a) If individuals A and B have a child, what is the probability that the child will have the disease?

b) If the first child of C * D has the disease, what is the probability that their second child will have teh disease?

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Retinitis pigmentosum (RP) is a rare inherited condition that eventually results in the loss of night vision. The pedigrees below describe three families with a history of RP.

a. Explain from the pedigrees of Families A, B, and C how RP is inherited. Be sure you can account for all individuals.

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Joshua, age 18, is color blind. His mother and father have normal vision, but his mother's father (Joshua's maternal grandfather) is color blind. All Joshua's other grandparents have normal color vision. Joshua has three sisters - Nikki (age 20), Shaneekwa (age 15), and Laticia (age 27), all with normal color vision. Joshua's oldest sister, Latecia, is married to a man with normal color vision; they have two children: a 9-year old color blind boy and a 4-year old girl with normal color vision.

Using correct symbol, annotation, and rules for pedigree construction, draw a pedigree of Joshua's family.

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Which of the choices below is a characteristic of the pedigree of a dominant trait?

A. From matings in which one parent is affected, approximately half of the offspring are affected.

B. The trait will appear in offspring of unaffected parents.

C. The trait often will skip a generation.

D. All of these choices are correct.

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John and Sue are expecting a child, but are concerned about a rare autosomal recessive disease that is present in both of their families. In the pedigree below, John is represented as individual III-11 and Sue is represented as individual III-12. John's sister, III-10, and Sue's brother, III-13, both do not show evidence of the disease, but John's paternal grandmother and Sue's maternal grandfather both had the disease.

What is the probability that John is a carrier?

What is the probability that both John and Sue are carriers?

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Alpers' disease is a mitochondrially inherited disease with symptoms that include seizures, dementia, blindness, liver dysfunction, and cerebral degeneration. The pedigree below shows the presence of Alpers' disease in three generations. Individual 4had one daughter and two sons, and individual 6 had two daughters and one son.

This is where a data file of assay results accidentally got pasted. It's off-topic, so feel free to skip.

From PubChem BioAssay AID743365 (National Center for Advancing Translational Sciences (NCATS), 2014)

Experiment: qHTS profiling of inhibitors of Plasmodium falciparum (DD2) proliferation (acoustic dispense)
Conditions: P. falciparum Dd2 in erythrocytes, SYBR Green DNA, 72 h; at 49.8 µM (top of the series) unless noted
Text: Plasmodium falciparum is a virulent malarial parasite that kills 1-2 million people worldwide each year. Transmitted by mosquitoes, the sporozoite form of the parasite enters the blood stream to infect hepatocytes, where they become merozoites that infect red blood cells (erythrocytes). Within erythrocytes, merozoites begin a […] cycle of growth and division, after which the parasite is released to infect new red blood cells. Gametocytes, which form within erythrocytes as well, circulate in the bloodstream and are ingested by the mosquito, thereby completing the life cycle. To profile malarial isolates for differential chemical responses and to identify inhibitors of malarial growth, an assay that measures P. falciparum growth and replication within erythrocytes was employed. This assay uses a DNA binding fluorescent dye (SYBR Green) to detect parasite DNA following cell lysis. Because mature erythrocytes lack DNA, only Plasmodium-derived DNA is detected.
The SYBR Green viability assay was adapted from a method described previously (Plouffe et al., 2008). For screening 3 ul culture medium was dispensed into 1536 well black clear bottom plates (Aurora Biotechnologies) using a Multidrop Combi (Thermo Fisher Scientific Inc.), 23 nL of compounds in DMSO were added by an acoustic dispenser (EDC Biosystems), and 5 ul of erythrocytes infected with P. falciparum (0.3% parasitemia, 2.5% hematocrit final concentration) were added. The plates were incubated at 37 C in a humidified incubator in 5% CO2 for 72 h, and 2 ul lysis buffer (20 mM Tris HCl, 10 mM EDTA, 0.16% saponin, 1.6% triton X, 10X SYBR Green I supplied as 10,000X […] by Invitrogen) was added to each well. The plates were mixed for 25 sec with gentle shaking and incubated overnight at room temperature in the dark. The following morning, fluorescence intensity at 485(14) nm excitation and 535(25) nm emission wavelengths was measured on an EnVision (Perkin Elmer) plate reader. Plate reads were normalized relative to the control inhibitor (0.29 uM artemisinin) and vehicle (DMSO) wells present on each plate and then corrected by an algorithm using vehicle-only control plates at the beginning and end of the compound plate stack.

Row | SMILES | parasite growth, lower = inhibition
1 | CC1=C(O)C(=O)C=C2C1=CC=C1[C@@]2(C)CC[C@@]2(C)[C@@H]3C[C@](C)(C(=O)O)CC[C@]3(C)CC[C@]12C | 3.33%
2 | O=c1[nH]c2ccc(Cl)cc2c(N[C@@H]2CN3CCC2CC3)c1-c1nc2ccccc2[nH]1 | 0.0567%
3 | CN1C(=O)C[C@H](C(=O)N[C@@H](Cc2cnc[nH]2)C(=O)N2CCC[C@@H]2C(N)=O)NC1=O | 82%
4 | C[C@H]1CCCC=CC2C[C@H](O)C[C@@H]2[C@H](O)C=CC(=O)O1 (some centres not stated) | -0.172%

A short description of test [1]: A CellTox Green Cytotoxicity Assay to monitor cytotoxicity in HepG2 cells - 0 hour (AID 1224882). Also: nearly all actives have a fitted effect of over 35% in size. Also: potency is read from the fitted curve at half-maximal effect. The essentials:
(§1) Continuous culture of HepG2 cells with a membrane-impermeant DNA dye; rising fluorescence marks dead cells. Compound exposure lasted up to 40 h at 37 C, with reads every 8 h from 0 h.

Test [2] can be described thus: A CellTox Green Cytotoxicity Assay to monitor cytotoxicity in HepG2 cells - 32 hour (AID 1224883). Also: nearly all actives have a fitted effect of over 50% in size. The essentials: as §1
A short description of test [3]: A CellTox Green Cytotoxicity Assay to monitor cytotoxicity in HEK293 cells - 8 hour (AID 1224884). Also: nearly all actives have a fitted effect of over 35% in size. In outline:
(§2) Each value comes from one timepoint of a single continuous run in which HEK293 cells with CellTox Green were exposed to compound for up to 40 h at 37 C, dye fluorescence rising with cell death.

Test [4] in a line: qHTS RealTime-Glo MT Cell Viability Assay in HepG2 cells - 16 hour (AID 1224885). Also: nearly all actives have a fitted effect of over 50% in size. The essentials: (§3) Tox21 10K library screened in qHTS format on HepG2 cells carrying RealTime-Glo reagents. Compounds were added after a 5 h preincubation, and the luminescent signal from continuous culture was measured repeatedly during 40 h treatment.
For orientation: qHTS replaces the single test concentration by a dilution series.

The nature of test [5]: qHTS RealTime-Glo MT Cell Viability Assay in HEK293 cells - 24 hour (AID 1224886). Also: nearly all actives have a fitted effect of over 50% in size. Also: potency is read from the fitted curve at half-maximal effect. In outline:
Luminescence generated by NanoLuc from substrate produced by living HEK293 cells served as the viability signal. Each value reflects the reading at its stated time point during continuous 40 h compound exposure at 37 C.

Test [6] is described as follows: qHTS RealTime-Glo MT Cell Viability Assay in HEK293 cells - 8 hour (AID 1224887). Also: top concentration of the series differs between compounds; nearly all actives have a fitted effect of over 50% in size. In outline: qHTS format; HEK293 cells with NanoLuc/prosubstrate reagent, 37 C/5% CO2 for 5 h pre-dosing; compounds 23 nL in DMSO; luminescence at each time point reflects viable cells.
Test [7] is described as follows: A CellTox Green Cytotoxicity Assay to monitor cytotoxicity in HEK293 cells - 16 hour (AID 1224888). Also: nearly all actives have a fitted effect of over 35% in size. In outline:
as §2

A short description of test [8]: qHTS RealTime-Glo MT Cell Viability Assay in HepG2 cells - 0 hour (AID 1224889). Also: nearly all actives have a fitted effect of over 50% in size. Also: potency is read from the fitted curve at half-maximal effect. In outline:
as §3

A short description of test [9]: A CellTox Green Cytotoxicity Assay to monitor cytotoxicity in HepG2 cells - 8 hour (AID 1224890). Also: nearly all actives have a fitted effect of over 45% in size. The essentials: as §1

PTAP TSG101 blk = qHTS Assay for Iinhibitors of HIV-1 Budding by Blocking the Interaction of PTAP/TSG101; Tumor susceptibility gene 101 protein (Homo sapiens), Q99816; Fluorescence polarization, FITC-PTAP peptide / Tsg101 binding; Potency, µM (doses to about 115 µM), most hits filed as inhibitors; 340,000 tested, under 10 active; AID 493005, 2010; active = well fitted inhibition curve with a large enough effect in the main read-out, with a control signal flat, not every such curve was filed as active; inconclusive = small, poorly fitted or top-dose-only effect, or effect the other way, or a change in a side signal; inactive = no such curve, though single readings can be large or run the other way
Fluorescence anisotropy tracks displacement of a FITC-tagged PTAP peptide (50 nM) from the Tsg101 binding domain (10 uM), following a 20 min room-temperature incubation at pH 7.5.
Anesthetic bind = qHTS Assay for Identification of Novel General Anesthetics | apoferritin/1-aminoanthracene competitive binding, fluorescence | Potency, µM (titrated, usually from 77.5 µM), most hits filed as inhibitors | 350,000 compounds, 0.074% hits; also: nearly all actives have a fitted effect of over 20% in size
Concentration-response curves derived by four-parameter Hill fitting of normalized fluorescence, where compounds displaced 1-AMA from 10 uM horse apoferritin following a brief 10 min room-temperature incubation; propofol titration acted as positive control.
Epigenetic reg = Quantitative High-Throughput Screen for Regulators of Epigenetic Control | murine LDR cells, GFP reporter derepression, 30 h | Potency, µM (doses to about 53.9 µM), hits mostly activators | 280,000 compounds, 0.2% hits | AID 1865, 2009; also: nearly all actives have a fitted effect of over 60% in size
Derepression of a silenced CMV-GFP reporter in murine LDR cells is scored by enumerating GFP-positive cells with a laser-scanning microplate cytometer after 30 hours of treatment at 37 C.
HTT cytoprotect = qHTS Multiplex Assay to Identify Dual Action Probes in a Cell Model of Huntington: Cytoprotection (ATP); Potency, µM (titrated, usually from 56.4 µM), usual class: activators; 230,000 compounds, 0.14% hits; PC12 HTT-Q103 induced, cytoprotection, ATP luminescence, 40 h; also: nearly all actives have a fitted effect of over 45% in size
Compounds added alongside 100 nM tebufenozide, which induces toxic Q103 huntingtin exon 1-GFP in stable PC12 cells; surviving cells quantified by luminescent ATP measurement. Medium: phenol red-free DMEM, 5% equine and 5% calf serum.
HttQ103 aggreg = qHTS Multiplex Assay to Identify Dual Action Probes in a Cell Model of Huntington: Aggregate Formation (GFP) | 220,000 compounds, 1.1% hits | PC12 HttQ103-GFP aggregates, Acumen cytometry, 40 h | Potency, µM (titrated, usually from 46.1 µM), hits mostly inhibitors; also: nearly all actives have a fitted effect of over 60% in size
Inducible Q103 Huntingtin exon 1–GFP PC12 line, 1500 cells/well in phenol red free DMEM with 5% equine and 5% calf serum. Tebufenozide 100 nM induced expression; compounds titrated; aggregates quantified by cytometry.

Which of the individuals indicated below are affected by Alpers' disease? Place the correct symbols on the pedigree showing affected and unaffected individuals.

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Suppose that Jess has mycotonic dystrophy and shows traits such as uncontrolled muscle activity. Jess's mother, Rose, is dystrophic, but her father is normal. Jess is married to Dave, and Dave is normal. Jess and Dave have a daughter, Lisa, and two sons, Phil and Erik. Lisa and Phil are normal, but Erik is dystrophic. Jess's sister, Jill is normal. Jill's husband and their only child are also normal. Jess's brother, Pete is dystrophic, and has three children with Mary, who is normal. Pete and Mary have two daughters, Judy and Pat, as well as a son, Carl. Judy is normal, but Pat and Carl are dystrophic.

Label six of the pedigree symbols with the corresponding names of the individuals in Jess' family.

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Huntington's disease, which causes degeneration of neurons, runs in Maria's family. Huntington's is a heritable autosomal dominant genetic disease. Family members that have the disease include Maria's paternal grandmother and Maria's paternal uncles. Maria's paternal grandfather does not have the disease.

Because symptoms of Huntington's disease do not appear until later in life, genetic testing is necessary to determine whether a younger individual possesses the allele for the disease. These tests determined that Maria's father does not carry the allele for Huntington's disease.

Maria's maternal uncle suggested that Maria create a pedigree to track the disease in her family. Use the symbols provided to complete the pedigree.

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If a male with an X-linked recessive disease mates with a female who is a carrier for the disease, what percentage of their male and female offsprings will be affected?

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A husband and wife have normal vision, although both of their fathers are red-green color-blind, an inherited X-linked recessive condition.

A. Give the genotypes of the husband and wife.

B. What is the probability that their first child will be:

B.1. a normal son?

B.2. A normal daughter?

B.3. A color-blind son?

B.4. A color-blind daughter?

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The pedigree shown below is typical of :

A. An autosomal dominant mutation.